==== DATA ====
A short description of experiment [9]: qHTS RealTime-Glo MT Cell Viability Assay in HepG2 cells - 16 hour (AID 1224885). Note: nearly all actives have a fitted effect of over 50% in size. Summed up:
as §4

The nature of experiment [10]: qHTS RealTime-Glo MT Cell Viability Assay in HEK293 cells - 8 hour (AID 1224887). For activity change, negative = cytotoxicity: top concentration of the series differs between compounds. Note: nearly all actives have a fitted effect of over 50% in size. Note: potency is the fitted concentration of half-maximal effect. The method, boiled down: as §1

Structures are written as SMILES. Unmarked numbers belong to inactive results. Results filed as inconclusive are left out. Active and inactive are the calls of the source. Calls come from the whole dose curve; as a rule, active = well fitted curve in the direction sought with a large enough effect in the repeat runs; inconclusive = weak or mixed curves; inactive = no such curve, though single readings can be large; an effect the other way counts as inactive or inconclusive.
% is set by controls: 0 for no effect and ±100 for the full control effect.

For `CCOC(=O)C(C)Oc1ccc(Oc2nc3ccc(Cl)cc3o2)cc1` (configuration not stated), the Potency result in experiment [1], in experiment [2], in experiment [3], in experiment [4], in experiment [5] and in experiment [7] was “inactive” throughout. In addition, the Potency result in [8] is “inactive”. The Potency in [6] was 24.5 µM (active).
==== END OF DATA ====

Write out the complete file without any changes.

A short description of experiment [9]: qHTS RealTime-Glo MT Cell Viability Assay in HepG2 cells - 16 hour (AID 1224885). Note: nearly all actives have a fitted effect of over 50% in size. Summed up:
as §4

The nature of experiment [10]: qHTS RealTime-Glo MT Cell Viability Assay in HEK293 cells - 8 hour (AID 1224887). For activity change, negative = cytotoxicity: top concentration of the series differs between compounds. Note: nearly all actives have a fitted effect of over 50% in size. Note: potency is the fitted concentration of half-maximal effect. The method, boiled down: as §1

Structures are written as SMILES. Unmarked numbers belong to inactive results. Results filed as inconclusive are left out. Active and inactive are the calls of the source. Calls come from the whole dose curve; as a rule, active = well fitted curve in the direction sought with a large enough effect in the repeat runs; inconclusive = weak or mixed curves; inactive = no such curve, though single readings can be large; an effect the other way counts as inactive or inconclusive.
% is set by controls: 0 for no effect and ±100 for the full control effect.

For `CCOC(=O)C(C)Oc1ccc(Oc2nc3ccc(Cl)cc3o2)cc1` (configuration not stated), the Potency result in experiment [1], in experiment [2], in experiment [3], in experiment [4], in experiment [5] and in experiment [7] was “inactive” throughout. In addition, the Potency result in [8] is “inactive”. The Potency in [6] was 24.5 µM (active).